SHANGHAI (Mainichi) -- Attention is focused on the whereabouts of over 5 million people who Wuhan Mayor Zhou Xianwang says left the new coronavirus-hit city in central China's Hubei province before Chinese authorities imposed a transportation lockdown on Jan. 23.
These people are believed to include non-permanent residents such as migrating workers. Some 9 million people reportedly remain in the city, which has an official population of roughly 11 million.
On Jan. 29, which marked one week after access to Wuhan was cut off, Chinese media outlets reported the situation in the city as quiet, with fewer people seen on the streets.
Authorities are disinfecting various areas of China and conducting temperature checks, and are stepping up efforts to procure masks and daily necessities that are in short supply, while trying to prevent commodity prices from rising. Large hospitals to treat patients with pneumonia caused by the coronavirus are under construction.
From the viewpoint of preventing a further spread of the virus, government organizations are scrambling to identify trains, flights and buses used by people who left the city, and urged those who used them to report to the authorities and refrain from going out.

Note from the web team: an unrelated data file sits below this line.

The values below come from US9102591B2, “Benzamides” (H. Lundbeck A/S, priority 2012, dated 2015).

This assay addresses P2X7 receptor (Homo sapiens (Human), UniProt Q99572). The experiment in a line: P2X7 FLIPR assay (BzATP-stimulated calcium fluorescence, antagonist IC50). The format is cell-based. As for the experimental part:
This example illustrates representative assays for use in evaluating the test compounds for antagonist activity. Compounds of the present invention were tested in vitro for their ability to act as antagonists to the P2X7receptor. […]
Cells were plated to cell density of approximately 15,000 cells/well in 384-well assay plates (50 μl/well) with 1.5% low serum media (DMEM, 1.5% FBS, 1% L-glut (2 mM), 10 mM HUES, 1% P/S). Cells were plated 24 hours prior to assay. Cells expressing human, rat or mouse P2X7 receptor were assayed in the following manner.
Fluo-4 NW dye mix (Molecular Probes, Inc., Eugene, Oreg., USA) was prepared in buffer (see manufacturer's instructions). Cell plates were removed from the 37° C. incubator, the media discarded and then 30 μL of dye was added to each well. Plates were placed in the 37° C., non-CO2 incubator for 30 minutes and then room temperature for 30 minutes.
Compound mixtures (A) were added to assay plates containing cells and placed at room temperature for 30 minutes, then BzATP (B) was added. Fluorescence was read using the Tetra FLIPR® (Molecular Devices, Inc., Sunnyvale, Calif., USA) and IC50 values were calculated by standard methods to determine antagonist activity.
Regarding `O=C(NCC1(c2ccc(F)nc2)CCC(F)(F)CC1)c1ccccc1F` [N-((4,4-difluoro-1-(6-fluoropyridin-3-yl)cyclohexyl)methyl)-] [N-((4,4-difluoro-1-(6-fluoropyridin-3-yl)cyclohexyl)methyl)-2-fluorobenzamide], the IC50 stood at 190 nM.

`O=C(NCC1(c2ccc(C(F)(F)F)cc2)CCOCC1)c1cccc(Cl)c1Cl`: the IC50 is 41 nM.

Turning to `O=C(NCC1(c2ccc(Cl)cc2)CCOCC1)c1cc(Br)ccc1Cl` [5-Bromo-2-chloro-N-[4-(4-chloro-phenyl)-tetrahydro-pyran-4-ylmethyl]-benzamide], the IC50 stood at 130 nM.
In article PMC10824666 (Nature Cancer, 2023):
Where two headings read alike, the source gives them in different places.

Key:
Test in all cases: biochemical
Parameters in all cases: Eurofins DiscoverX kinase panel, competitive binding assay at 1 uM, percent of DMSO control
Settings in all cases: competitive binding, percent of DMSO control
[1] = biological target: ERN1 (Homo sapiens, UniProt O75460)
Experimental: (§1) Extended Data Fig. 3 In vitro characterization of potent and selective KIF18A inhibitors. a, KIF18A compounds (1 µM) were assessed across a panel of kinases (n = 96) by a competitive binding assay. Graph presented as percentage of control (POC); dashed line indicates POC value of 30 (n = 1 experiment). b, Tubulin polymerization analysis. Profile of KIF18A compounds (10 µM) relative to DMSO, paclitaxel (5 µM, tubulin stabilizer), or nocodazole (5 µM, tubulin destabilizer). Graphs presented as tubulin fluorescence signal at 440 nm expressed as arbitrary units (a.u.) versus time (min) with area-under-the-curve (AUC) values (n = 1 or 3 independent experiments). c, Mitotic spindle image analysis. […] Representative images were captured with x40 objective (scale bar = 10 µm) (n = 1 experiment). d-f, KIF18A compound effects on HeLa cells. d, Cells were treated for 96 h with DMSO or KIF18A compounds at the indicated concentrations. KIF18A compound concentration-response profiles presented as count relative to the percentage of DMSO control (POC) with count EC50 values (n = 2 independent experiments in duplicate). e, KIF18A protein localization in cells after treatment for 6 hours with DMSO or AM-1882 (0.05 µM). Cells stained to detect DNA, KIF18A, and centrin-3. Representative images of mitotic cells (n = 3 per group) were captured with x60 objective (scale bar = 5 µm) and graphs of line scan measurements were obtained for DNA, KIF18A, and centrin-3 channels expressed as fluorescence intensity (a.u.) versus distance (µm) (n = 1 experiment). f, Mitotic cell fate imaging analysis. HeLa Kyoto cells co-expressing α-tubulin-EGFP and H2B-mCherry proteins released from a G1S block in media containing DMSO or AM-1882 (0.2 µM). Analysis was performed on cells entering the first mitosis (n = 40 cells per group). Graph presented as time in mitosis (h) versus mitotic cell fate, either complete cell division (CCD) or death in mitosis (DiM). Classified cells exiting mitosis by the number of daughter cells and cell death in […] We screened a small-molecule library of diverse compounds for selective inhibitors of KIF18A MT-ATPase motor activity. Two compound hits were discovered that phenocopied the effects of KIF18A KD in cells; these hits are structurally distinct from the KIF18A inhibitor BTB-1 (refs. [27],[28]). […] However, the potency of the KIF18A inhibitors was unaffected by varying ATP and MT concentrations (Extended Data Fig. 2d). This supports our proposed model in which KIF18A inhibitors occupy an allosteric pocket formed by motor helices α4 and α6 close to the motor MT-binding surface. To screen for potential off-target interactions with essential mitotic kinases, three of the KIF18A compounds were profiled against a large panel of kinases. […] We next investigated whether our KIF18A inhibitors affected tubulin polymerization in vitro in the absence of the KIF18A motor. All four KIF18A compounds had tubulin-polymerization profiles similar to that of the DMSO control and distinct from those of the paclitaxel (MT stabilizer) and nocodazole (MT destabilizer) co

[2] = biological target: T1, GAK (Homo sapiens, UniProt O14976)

Based on big data on people's movements gathered by Chinese information technology companies, Chinese news organizations assume that 60 to 70% of people who left Wuhan between Jan. 10 and 22 headed to Henan, Hunan, Anhui and Jiangxi provinces, as well as the city of Chongqing.
Information on airline passengers indicates that more than 60,000 people flew to Beijing between Dec. 30 and Jan. 22. The largest number of people who left China are presumed to have flown to Suvarnabhumi Airport in Thailand, followed by those who arrived at Singapore's Changi Airport and Narita International Airport east of Tokyo. Approximately 9,000 people from Wuhan are believed to have flown to Narita.
In various parts of China, villages and other bodies are beginning to install objects on roads to restrict outside access to their areas to prevent infections.
The Chinese Ministry of Public Security has declared that it will take punitive measures against those who block roads, on the grounds that such acts hinder the passage of emergency vehicles and the transportation of sick people to medical institutions.
(Japanese original by Akira Kudo, Shanghai Bureau)